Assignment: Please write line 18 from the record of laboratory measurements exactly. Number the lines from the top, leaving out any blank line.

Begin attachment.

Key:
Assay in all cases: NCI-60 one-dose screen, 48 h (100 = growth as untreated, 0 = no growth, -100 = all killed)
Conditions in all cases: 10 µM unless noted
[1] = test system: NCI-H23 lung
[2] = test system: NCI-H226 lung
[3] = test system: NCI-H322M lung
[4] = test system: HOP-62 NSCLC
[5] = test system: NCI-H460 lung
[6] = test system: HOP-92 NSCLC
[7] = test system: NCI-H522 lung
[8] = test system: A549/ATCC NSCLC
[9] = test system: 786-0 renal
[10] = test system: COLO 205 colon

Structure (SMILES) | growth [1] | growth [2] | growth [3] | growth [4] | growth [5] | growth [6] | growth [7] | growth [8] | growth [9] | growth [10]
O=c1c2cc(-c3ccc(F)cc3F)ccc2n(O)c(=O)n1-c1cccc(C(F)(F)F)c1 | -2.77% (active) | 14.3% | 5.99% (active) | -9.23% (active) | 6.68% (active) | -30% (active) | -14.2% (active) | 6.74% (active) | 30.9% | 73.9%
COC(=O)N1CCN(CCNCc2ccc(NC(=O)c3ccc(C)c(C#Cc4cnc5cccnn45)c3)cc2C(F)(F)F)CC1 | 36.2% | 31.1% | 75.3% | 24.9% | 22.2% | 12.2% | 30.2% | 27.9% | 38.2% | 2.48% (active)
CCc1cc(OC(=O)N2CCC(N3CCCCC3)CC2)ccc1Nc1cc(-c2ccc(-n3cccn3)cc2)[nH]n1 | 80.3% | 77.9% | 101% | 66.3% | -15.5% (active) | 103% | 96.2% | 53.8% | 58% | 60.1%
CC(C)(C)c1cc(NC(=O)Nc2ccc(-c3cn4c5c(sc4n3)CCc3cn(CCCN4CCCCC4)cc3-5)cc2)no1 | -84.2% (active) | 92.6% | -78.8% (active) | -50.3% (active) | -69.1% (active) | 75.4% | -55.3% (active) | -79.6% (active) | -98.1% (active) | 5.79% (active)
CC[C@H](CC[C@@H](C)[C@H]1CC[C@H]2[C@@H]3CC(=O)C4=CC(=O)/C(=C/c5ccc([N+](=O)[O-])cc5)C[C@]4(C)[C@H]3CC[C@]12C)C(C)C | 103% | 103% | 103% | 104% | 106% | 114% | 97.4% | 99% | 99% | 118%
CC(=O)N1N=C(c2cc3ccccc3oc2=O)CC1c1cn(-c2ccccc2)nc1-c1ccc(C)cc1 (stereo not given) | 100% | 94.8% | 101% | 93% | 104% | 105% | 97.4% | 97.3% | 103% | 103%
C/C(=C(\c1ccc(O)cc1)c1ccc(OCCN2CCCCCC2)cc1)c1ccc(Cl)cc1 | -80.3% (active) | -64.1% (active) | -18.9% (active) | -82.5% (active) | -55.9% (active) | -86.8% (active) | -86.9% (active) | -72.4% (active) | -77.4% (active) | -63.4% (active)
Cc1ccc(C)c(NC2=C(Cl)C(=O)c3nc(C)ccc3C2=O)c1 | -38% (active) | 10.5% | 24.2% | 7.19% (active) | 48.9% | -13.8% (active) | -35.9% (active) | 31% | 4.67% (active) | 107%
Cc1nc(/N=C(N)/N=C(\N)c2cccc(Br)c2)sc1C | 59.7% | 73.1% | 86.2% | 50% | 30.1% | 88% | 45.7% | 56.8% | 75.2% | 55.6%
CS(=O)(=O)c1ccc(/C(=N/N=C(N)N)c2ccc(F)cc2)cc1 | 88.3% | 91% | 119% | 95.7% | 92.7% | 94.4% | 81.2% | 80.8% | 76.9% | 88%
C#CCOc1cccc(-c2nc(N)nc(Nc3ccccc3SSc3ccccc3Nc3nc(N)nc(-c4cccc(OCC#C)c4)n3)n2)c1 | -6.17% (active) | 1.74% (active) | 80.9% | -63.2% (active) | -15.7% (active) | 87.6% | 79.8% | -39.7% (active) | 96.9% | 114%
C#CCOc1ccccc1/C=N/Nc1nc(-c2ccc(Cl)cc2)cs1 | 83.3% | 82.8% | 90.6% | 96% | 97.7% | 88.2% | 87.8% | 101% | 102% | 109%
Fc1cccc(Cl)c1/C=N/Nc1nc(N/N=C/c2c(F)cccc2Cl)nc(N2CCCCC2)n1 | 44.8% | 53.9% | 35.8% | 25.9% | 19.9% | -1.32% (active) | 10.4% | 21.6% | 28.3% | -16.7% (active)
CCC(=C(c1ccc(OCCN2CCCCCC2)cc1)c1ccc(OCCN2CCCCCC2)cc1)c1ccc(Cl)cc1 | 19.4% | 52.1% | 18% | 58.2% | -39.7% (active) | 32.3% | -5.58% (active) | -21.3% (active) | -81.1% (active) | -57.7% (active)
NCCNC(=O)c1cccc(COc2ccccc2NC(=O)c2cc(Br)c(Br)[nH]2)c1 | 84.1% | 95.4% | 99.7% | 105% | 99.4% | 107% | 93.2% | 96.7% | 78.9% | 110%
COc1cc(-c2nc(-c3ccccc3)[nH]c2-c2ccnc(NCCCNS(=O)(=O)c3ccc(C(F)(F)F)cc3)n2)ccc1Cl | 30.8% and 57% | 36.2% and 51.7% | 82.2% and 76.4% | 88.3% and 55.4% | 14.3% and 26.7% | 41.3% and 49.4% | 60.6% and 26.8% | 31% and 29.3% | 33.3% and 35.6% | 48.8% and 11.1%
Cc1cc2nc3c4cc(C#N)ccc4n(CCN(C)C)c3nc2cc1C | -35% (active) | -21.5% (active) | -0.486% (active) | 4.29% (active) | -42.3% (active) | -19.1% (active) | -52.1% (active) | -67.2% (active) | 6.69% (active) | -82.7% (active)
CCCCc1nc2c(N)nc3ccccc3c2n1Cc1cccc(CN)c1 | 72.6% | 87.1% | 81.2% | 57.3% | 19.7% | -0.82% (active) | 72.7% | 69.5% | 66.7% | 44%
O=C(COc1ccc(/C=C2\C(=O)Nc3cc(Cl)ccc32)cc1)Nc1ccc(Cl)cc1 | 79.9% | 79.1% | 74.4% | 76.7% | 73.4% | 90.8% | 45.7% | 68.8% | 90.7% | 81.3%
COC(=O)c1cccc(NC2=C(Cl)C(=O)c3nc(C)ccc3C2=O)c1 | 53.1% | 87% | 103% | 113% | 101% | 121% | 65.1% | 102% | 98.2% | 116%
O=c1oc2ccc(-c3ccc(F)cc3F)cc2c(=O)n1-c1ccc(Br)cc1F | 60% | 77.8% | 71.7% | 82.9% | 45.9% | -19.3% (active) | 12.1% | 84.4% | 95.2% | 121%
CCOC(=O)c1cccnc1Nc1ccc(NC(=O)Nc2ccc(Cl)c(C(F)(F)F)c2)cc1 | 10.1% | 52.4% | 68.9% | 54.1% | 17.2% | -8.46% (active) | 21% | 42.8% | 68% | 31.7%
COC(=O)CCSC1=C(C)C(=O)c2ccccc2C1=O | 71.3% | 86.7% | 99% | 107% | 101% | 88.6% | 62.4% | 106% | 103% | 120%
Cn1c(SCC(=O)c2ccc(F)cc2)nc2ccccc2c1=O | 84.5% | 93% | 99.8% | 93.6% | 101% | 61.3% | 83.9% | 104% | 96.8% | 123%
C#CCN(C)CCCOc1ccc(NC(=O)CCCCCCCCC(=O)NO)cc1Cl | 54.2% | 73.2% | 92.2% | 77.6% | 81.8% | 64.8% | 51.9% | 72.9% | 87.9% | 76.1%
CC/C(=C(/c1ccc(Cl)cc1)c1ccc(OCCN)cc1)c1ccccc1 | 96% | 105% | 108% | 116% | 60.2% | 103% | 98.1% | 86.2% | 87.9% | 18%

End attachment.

CC(C)(C)c1cc(NC(=O)Nc2ccc(-c3cn4c5c(sc4n3)CCc3cn(CCCN4CCCCC4)cc3-5)cc2)no1 | -84.2% (active) | 92.6% | -78.8% (active) | -50.3% (active) | -69.1% (active) | 75.4% | -55.3% (active) | -79.6% (active) | -98.1% (active) | 5.79% (active)